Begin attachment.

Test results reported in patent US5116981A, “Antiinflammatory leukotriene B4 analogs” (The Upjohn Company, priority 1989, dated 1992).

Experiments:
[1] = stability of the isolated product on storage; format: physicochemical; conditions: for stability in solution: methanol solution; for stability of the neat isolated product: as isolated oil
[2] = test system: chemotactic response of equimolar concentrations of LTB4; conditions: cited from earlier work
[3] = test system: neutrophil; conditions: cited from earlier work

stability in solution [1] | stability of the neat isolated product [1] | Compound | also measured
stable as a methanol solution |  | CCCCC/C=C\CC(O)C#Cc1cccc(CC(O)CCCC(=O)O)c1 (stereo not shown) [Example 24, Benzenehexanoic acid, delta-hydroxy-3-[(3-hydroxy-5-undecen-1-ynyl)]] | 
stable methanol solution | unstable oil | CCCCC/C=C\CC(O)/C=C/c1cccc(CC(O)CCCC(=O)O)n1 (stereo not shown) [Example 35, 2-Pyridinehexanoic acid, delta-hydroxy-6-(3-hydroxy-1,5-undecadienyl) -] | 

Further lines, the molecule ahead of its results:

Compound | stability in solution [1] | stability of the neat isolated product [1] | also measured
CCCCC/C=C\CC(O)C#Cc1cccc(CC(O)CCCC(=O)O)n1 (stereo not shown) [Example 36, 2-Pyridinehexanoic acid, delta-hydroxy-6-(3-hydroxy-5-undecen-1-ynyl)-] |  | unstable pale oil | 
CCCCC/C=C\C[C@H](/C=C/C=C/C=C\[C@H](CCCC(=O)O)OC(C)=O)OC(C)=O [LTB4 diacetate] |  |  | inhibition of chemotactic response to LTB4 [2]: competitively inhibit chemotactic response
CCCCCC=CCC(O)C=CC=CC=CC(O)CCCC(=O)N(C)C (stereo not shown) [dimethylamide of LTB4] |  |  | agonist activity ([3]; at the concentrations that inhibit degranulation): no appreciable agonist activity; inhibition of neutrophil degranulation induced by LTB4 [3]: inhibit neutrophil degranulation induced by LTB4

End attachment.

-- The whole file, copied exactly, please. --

Test results reported in patent US5116981A, “Antiinflammatory leukotriene B4 analogs” (The Upjohn Company, priority 1989, dated 1992).

Experiments:
[1] = stability of the isolated product on storage; format: physicochemical; conditions: for stability in solution: methanol solution; for stability of the neat isolated product: as isolated oil
[2] = test system: chemotactic response of equimolar concentrations of LTB4; conditions: cited from earlier work
[3] = test system: neutrophil; conditions: cited from earlier work

stability in solution [1] | stability of the neat isolated product [1] | Compound | also measured
stable as a methanol solution |  | CCCCC/C=C\CC(O)C#Cc1cccc(CC(O)CCCC(=O)O)c1 (stereo not shown) [Example 24, Benzenehexanoic acid, delta-hydroxy-3-[(3-hydroxy-5-undecen-1-ynyl)]] | 
stable methanol solution | unstable oil | CCCCC/C=C\CC(O)/C=C/c1cccc(CC(O)CCCC(=O)O)n1 (stereo not shown) [Example 35, 2-Pyridinehexanoic acid, delta-hydroxy-6-(3-hydroxy-1,5-undecadienyl) -] | 

Further lines, the molecule ahead of its results:

Compound | stability in solution [1] | stability of the neat isolated product [1] | also measured
CCCCC/C=C\CC(O)C#Cc1cccc(CC(O)CCCC(=O)O)n1 (stereo not shown) [Example 36, 2-Pyridinehexanoic acid, delta-hydroxy-6-(3-hydroxy-5-undecen-1-ynyl)-] |  | unstable pale oil | 
CCCCC/C=C\C[C@H](/C=C/C=C/C=C\[C@H](CCCC(=O)O)OC(C)=O)OC(C)=O [LTB4 diacetate] |  |  | inhibition of chemotactic response to LTB4 [2]: competitively inhibit chemotactic response
CCCCCC=CCC(O)C=CC=CC=CC(O)CCCC(=O)N(C)C (stereo not shown) [dimethylamide of LTB4] |  |  | agonist activity ([3]; at the concentrations that inhibit degranulation): no appreciable agonist activity; inhibition of neutrophil degranulation induced by LTB4 [3]: inhibit neutrophil degranulation induced by LTB4